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  • Sochi 2014 Chief Says Delays Won't Affect Olympics


    (ATR) Sochi 2014 President and CEO Dmitry Chernyshenko says the 70+ projects now behind schedule in Sochi will not endanger delivery of the 2014 Winter Olympics in any way.
    Dmitry Chernyshenko is in Innsbruck this week for the first-ever Winter Youth Olympic Games. (ATR)

    “The amount of work that we are doing to create an all-year-round resort and a winter sports destination is really huge,” he said Monday during a roundtable with reporters that included ATR's Brian Pinelli.

    “But the majority of the work has nothing to do with the success of the Games or the testing of the venues.”

    In fact, less than 15 percent of all construction in the Black Sea resort is even related directly to Sochi 2014, according to Chernyshenko.

    With 55,000 workers involved in the coastal Olympic Park, it's now Europe's biggest building site, a title taken from the near-complete Olympic Park in London.
    Sochi's coastal cluster, now Europe's biggest building site. (SC Olympstroy)

    "All the competition and noncompetition venues for the Games are well on track,” the organizing committee chief insisted. “No doubts that we deliver that.”

    Chernyshenko’s comments follow recent rumors – and a confirmation from Russian deputy PM Dmitry Kozak – that more than 70 projects are lagging.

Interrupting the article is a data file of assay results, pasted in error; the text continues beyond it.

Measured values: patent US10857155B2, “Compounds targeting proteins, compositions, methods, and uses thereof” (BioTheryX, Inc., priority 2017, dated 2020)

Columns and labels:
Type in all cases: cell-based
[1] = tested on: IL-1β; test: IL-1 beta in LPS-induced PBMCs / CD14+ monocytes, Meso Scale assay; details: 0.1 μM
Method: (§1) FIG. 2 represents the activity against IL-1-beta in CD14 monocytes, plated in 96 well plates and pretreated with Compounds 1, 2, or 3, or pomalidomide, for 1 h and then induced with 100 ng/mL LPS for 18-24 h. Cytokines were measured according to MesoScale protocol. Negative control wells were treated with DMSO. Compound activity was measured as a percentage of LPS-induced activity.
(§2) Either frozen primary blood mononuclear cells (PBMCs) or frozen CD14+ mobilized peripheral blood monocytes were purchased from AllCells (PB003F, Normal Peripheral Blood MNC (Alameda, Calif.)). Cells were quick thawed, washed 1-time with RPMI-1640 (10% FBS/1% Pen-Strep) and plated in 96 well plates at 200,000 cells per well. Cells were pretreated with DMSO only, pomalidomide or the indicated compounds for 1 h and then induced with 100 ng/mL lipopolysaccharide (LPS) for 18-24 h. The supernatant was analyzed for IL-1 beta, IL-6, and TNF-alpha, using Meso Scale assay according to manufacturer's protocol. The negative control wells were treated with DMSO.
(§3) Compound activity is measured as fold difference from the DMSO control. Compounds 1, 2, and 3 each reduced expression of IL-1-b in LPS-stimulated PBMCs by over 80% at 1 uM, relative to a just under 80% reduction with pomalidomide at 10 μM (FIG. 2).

Kozak chalked the delays up to bureaucracy and denied Sunday the Olympics would be affected, a stance echoed Monday by his fellow Dmitry.

    "We have 393 construction projects with a thousand subprojects," Chernyshenko said. "Among them, some paperwork for handover of the land of some permission still needs to be done.
    The IOC's Sochi inspection chief Jean-Claude Killy will want to see significant construction progress when his team visits next month. (Getty Images)

    He added: “This has nothing to do with a real delay that could harm the Games.”

    It’s up to him to prove that true when the IOC Coordination Commission stops by Feb. 12 through 14 for its first of two check-ups this year. The inspectors will be keen to see the venues first-hand and in particular how work is progressing on the 40,000-seat main stadium.

    Co-Comm chair Jean-Claude Killy and company will also witness the start of Sochi’s first of two full seasons of test events. The FIS Ski World Cup for men runs Feb. 7 to 12 at Rosa Khutor Alpine Center with the women’s event to follow two days later.

    According to Chernyshenko, the IOC visitors will like what’s on display in the Winter Olympic host city next month.

    “Delivery is well on track,” he said, “and this is always confirmed by the watchdog from the IOC."  

    With reporting in Innsbruck by Brian Pinelli and in Atlanta by Matthew Grayson

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